MultiConditions is a simple ActiveRecord plugin for storing ActiveRecord query and make complex queries painless.
This plugin doesn't replace ActiveRecord#with_scope method, nor the basic :condition usage but extends it with the ability of storing illimitate conditions in multiple step.
conditions = MultiConditions.new # ... do some elaboration conditions.append_condition(['active = ? AND query LIKE ?', true, '%foo'] # ... other elaboration conditions.append_condition(['name = ?', 'aname'] conditions.to_conditions # => "active = true AND query LIKE '%foo' AND name = 'aname'"
ActiveRecord 2.0 (or greater)
If you want to run the test suite:
MultiConditions source code is managed via GIT and hosted at GitHub: github.com/weppos/activerecord-multiconditions/.
MultiConditions is at the beginning of development stage. It's stable enough to be used, but at the moment the only way to install it is to grab the source code and install it manually.
In a few days it will be packaged as a GEM. Stay tuned!
As stated by the Important section above, you first need a valid ActiveRecord model to create a MultiConditions instance. Because MultiConditions helps you to deal with ActiveRecord queries, it's easy to understand why you MUST establish a valid database connection and have at least one table (mapped with a Model) to query.
If you use ActiveRecord from Rails, this is just a matter of creating a new Model.
# create the Task model class Task < ActiveRecord::Base end
Now MultiConditions is automatically available within your Task namespace. You can use it in whatever class method, for example:
class Task < ActiveRecord::Base def complex_search() c = MultiConditions.new(:foo => 'bar') Task.find(:all, c.to_conditions) end end
But you can also create a new instance from an other library, class or model. Just remember to initialize MultiConditions from its own namespace.
class Foo class << self def my_cool_conditions Task::MultiConditions.new(:foo => 1).to_conditions end end end Foo.my_cool_conditions # => 'foo = 1'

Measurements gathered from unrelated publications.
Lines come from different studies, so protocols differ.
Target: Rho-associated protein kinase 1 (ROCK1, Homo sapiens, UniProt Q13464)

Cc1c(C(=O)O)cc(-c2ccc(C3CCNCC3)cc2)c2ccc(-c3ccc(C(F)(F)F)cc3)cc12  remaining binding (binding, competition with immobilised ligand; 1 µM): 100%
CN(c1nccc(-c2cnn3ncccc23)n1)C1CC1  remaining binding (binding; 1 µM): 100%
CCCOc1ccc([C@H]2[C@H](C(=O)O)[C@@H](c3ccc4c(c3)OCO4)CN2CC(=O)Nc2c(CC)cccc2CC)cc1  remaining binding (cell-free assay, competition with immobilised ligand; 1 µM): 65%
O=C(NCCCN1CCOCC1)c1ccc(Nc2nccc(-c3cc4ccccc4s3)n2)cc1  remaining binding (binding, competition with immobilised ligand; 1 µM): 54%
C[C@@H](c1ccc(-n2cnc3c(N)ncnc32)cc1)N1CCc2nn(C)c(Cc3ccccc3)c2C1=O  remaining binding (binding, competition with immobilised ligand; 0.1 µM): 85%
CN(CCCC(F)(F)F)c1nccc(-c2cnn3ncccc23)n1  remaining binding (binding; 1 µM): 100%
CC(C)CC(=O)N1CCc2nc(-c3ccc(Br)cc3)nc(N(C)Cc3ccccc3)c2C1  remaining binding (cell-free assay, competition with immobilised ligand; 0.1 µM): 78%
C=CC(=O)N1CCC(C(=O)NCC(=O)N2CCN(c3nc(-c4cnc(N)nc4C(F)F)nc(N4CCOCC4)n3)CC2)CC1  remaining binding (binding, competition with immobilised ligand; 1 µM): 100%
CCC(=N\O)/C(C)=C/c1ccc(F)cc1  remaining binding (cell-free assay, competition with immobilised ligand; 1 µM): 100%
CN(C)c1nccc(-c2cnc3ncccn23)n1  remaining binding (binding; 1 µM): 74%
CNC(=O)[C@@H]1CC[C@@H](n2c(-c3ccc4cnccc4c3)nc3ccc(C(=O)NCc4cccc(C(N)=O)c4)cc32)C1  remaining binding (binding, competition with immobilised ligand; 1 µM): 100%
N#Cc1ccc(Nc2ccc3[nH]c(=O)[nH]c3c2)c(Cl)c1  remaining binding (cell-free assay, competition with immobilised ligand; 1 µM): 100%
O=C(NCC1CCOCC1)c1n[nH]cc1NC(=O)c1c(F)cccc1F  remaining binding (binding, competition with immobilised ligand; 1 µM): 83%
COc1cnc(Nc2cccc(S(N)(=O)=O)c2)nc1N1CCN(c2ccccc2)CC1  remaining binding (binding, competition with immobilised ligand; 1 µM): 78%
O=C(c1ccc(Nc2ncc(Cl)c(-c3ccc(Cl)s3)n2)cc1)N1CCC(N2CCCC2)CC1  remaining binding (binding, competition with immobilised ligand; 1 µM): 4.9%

You can append new conditions calling
and passing the conditions you want to append or prepend. See Condition Types section to lean more about supported objects.
conditions = MultiConditions.new conditions.append_condition(['active = ? AND query LIKE ?', true, '%foo'] conditions.prepend_condition(['name = ?', 'aname'] conditions.to_conditions # => "name = 'aname' AND active = true AND query LIKE '%foo'"
The MultiConditions object accepts any type of conditions supported by ActiveRecord, including Strings, Arrays and Hashes, and merges them alltogether just before sending the final :condition value to ActiveRecord search method.
conditions = MultiConditions.new conditions.append_conditions(:foo => 1, :bar => 2) conditions.append_conditions('active = 1') conditions.append_conditions(['name LIKE ?', '%foo']) conditions.to_conditions # => 'foo = 1 AND :bar = 2 AND active = 1 AND name LIKE '%foo'
See ActiveRecord::Base#find documentation for more conditions examples.
Once loaded, this library become part of ActiveRecord package and creates its own namespace at ActiveRecord::Base::MultiConditions.
For various reason, you cannot initialize a new ActiveRecord::Base::MultiConditions but you MUST initialize a MultiConditions instance from a Model.
# The wrong way # raises Message: <"undefined method `abstract_class?' for Object:Class"> ActiveRecord::Base::MultiConditions.new # The right way class Model < ActiveRecord::Base def a_method() c = MultiConditions.new find(:all, :conditions => c.to_conditions) end end
Simone Carletti <firstname.lastname@example.org>
Feel free to email Simone Carletti with any questions or feedback.
Please submit your bug reports to the Redmine installation for MultiConditions available at code.simonecarletti.com/activerecord-multiconditions.
See CHANGELOG file.